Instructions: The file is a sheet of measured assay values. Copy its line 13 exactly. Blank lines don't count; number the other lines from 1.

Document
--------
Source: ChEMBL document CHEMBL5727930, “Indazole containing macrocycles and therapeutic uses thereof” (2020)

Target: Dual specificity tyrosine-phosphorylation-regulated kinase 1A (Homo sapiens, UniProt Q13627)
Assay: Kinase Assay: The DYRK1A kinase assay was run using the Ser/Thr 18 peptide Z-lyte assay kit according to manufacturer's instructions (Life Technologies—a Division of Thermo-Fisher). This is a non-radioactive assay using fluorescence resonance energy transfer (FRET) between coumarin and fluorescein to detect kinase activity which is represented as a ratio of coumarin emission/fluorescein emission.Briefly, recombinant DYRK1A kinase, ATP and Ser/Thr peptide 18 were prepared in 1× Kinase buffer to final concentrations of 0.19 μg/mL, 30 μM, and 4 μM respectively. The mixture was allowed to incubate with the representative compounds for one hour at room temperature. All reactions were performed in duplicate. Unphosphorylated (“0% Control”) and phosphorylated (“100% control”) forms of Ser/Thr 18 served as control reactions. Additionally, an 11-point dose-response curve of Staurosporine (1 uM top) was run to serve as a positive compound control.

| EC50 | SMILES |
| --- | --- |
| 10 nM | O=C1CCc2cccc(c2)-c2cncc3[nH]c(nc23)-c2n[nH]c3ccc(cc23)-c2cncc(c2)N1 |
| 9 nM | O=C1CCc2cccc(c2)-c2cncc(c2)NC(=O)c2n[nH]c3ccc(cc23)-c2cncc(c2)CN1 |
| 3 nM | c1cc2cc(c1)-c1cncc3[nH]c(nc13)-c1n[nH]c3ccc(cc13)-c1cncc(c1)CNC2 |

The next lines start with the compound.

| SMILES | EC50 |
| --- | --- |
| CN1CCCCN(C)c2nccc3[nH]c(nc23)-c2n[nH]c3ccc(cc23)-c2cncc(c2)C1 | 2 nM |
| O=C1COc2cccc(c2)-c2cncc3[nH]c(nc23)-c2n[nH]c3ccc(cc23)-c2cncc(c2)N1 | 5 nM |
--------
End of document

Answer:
| O=C1COc2cccc(c2)-c2cncc3[nH]c(nc23)-c2n[nH]c3ccc(cc23)-c2cncc(c2)N1 | 5 nM |